David Cameron’s recent high-minded rhetoric at the UN general assembly ignored the presence of al-Qaida fighters among the west’s favoured rebels.Assad and the minorities and other popular forces that support him fear becoming victims of genocide, so will fight on. If the Syrian regime was somehow toppled without a settlement being in place, the country would descend into even greater chaos.

Russia is determined not to allow that anarchy, mainly because Syria provides its only Mediterranean port in the region. Iran also has key interests, malevolent or otherwise. Syrian refugees have already flooded into Turkey and Lebanon, the latter destabilised, with its police chief assassinated, and now plunged into a political crisis.

The only way forward is to broker a political settlement, with Russia using its leverage to ensure that Assad negotiates seriously. Without pandering to Vladimir Putin’s ruthless rigidity, engagement with Russia is critical – as is consultation with Iran. Otherwise a settlement will not happen.The guidelines for a political transition approved by the five permanent members of the UN security council at the Geneva conference in June still provides the best road map – but only if the US, the UK, Saudi Arabia and their allies drop their current stance and help to implement it.

However unpalatable, Assad may have to be granted immunity in order to get him to sign up and stop his barbarity. All state employees, including those in the armed forces, must be allowed to keep their posts, to avoid a repeat of the chaos caused by America’s de-Ba’athification in Iraq. A Yemen-type process may even figure. There, a hated president did not resign but did not stand for re-election. A coalition government of national unity could then prepare for Syrian elections, due in 2014.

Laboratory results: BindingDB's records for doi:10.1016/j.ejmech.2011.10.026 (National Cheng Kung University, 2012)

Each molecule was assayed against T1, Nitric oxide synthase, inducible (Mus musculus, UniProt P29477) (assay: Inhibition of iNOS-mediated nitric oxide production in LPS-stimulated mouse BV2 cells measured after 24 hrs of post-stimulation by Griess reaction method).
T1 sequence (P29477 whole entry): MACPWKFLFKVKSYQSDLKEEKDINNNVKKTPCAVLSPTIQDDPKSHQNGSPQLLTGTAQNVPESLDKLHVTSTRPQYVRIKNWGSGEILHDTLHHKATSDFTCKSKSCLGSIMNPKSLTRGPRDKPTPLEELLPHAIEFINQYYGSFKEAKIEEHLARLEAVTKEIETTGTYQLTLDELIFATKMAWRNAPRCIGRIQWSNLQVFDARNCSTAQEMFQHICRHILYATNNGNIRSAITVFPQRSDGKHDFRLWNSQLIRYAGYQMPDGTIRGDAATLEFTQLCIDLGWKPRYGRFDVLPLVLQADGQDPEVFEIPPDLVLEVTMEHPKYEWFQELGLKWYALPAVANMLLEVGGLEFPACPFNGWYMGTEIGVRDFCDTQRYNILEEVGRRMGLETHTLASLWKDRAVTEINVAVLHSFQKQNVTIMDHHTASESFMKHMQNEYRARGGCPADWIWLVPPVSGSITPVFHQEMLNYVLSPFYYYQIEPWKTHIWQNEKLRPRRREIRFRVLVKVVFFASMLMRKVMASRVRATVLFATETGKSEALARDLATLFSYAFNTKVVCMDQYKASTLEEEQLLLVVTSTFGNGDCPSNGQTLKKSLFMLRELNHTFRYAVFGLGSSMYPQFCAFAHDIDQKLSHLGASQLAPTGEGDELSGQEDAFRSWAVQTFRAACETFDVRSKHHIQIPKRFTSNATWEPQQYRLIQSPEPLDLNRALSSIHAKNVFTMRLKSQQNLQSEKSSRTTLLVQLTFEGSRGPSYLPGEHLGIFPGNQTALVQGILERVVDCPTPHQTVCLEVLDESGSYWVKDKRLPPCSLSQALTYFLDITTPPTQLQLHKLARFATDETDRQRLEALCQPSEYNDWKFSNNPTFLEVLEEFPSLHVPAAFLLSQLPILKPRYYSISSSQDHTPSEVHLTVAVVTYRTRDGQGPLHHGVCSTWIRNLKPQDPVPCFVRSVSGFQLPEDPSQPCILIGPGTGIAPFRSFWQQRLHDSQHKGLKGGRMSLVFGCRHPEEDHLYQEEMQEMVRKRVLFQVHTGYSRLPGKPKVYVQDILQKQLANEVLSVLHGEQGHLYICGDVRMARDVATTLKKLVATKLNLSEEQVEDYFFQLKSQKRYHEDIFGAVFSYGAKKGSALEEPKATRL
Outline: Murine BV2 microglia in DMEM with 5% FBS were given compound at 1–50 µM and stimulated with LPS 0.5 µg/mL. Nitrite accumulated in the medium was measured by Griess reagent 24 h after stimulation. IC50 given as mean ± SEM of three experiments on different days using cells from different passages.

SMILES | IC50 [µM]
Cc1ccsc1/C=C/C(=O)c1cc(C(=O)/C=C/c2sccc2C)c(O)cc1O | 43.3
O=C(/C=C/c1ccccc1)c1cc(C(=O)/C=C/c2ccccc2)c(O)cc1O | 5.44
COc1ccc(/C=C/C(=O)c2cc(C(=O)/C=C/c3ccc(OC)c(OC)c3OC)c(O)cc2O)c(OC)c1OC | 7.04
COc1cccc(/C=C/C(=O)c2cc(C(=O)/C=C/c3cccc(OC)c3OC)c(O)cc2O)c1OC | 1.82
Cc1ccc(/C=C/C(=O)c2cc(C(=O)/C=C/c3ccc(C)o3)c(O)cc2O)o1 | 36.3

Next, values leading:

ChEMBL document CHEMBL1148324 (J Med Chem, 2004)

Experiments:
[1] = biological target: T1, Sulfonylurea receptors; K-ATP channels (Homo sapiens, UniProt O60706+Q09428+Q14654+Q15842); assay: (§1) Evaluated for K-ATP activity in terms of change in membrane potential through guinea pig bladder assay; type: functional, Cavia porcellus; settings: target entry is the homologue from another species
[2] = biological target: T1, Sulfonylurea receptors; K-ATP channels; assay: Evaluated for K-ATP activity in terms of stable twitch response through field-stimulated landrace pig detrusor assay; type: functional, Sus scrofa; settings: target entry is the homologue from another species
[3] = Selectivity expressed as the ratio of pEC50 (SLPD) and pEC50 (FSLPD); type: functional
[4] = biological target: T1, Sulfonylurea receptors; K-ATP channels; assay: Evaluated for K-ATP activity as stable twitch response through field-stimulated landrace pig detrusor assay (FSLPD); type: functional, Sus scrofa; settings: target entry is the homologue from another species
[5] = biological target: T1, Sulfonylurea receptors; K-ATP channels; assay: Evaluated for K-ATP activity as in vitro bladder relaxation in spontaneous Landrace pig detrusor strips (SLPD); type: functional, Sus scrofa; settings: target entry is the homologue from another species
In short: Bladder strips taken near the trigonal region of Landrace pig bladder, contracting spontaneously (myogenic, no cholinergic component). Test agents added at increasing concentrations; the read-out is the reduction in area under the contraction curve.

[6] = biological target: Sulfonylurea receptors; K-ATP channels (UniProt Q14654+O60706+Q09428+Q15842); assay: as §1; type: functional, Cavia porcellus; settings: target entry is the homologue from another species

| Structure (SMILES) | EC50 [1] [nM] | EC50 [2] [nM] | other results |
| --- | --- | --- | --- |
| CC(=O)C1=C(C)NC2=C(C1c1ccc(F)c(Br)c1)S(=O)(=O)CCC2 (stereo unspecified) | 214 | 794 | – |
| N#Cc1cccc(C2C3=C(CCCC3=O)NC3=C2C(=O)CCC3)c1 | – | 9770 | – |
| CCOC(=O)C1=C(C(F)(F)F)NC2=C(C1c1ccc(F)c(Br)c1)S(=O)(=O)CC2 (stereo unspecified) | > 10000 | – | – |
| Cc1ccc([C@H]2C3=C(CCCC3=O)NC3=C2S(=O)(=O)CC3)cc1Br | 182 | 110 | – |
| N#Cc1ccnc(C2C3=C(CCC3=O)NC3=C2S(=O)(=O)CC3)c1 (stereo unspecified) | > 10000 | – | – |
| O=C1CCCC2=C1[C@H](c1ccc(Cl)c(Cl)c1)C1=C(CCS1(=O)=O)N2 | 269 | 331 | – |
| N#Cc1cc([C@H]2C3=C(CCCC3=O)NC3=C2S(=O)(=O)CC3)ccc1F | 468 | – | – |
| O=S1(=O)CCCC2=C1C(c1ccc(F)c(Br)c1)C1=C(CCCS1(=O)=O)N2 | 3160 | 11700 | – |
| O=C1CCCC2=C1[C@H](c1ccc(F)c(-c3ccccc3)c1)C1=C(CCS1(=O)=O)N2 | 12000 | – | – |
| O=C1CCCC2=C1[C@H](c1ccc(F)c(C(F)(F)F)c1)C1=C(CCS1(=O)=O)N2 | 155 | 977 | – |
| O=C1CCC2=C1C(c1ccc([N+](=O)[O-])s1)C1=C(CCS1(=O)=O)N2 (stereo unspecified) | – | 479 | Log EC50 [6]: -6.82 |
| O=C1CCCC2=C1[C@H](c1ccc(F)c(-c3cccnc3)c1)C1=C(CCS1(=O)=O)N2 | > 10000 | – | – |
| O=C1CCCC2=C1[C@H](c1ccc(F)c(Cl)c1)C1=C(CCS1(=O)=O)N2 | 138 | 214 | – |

The current British-American policy is failing on a monumental scale. Unless there is a radical change, all the hand-wringing and condemnation is either empty or hypocritical – or both.

http://www.guardian.co.uk/commentisfree/2012/oct/21/west-policy-syria-failure-russia-iran

UN recognition of Palestine

Peter Hain has joined a cross party group of other MP’s including the former Foreign Secretary Jack Straw, who are campaigning in a move to see Palestine recognised as an independent state by the United Nations General Assembly due on September 27th.

Peter is an ardent supporter of a peace process where Israeli and Palestinian needs are addressed with equal measure, and a settlement is reached.  With a long standing record of working in politically divided nations such as Northern Ireland and South Africa under the apartheid, Mr Hain has with personal impetus witnessed the outcome of negotiations and peace settlements.

The parliamentary motion EDM 502 on UN Recognition of Palestine was tabled on Tuesday 11th of September and already has 64 signatures.  More are expected to sign before Parliament goes back into recess next Tuesday. It was conceived by Labour MP for Birmingham Northfields Richard Burden, and is designed to persuade the Foreign Secretary, William Hague, to back the motion for Palestinian statehood.

Labour leader Ed Miliband has already declared that he will support statehood for the Palestinians at the UN and there is widespread support among Liberal Democrat MPs.